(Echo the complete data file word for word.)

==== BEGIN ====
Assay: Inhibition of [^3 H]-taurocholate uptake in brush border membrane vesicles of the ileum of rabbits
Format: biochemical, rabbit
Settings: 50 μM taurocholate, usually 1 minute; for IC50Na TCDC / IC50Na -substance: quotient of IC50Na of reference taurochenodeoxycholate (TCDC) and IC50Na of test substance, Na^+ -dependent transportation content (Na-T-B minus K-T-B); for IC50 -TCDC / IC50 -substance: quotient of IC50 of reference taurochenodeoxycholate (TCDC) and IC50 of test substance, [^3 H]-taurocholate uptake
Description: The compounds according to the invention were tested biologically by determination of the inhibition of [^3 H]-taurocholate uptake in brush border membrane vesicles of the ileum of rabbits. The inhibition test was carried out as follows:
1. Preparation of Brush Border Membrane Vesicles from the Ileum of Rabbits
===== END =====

Assay: Inhibition of [^3 H]-taurocholate uptake in brush border membrane vesicles of the ileum of rabbits
Format: biochemical, rabbit
Settings: 50 μM taurocholate, usually 1 minute; for IC50Na TCDC / IC50Na -substance: quotient of IC50Na of reference taurochenodeoxycholate (TCDC) and IC50Na of test substance, Na^+ -dependent transportation content (Na-T-B minus K-T-B); for IC50 -TCDC / IC50 -substance: quotient of IC50 of reference taurochenodeoxycholate (TCDC) and IC50 of test substance, [^3 H]-taurocholate uptake
Description: The compounds according to the invention were tested biologically by determination of the inhibition of [^3 H]-taurocholate uptake in brush border membrane vesicles of the ileum of rabbits. The inhibition test was carried out as follows:
1. Preparation of Brush Border Membrane Vesicles from the Ileum of Rabbits